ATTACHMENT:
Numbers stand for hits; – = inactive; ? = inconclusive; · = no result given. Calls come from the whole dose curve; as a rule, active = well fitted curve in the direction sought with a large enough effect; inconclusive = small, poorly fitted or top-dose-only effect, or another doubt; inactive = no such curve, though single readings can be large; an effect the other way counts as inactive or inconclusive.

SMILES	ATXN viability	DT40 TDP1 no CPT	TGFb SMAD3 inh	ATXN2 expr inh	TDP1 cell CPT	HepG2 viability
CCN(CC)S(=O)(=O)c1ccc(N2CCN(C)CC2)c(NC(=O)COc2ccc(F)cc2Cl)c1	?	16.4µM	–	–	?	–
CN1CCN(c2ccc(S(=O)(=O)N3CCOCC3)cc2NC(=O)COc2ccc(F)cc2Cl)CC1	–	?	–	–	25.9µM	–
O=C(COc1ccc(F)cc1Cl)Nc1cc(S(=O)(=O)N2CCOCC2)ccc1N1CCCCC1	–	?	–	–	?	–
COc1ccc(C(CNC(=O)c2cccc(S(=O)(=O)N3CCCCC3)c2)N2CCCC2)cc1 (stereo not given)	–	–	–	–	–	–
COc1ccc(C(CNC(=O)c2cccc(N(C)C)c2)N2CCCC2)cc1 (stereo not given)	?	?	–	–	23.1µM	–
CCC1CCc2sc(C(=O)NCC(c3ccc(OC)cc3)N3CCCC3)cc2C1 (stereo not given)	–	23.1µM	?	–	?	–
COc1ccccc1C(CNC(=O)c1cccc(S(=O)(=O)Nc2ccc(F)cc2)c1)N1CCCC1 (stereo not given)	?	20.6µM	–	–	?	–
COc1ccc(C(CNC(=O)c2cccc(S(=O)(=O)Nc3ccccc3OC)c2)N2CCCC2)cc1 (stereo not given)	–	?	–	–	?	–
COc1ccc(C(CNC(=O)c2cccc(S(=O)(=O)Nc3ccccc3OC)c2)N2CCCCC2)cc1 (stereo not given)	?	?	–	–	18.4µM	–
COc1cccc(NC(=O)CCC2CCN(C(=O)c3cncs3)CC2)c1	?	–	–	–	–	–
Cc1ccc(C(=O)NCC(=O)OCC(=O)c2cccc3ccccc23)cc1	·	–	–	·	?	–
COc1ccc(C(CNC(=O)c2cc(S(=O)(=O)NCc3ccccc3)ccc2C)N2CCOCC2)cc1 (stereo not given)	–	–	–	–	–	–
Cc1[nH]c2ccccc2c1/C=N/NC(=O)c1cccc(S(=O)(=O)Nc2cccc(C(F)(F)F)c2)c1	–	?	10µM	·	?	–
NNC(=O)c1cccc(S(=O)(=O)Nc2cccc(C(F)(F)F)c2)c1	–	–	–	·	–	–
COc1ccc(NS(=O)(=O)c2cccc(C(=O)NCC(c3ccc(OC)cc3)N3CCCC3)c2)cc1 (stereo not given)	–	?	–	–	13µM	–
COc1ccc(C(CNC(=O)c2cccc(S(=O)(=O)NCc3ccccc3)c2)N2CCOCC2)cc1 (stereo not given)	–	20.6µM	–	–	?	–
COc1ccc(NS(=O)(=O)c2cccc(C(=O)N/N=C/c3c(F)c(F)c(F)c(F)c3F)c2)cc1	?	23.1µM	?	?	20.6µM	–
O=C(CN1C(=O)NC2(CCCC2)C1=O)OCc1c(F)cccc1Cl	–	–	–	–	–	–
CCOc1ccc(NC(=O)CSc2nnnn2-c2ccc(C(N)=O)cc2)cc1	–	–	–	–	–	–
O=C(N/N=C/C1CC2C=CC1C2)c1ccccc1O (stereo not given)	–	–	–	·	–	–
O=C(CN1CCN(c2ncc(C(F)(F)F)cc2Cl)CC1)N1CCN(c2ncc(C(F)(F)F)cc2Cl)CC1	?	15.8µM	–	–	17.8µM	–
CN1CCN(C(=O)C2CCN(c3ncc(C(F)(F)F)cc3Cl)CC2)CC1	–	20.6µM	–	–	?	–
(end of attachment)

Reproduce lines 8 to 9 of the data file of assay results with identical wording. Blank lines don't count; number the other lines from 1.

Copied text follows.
CCC1CCc2sc(C(=O)NCC(c3ccc(OC)cc3)N3CCCC3)cc2C1 (stereo not given)	–	23.1µM	?	–	?	–
COc1ccccc1C(CNC(=O)c1cccc(S(=O)(=O)Nc2ccc(F)cc2)c1)N1CCCC1 (stereo not given)	?	20.6µM	–	–	?	–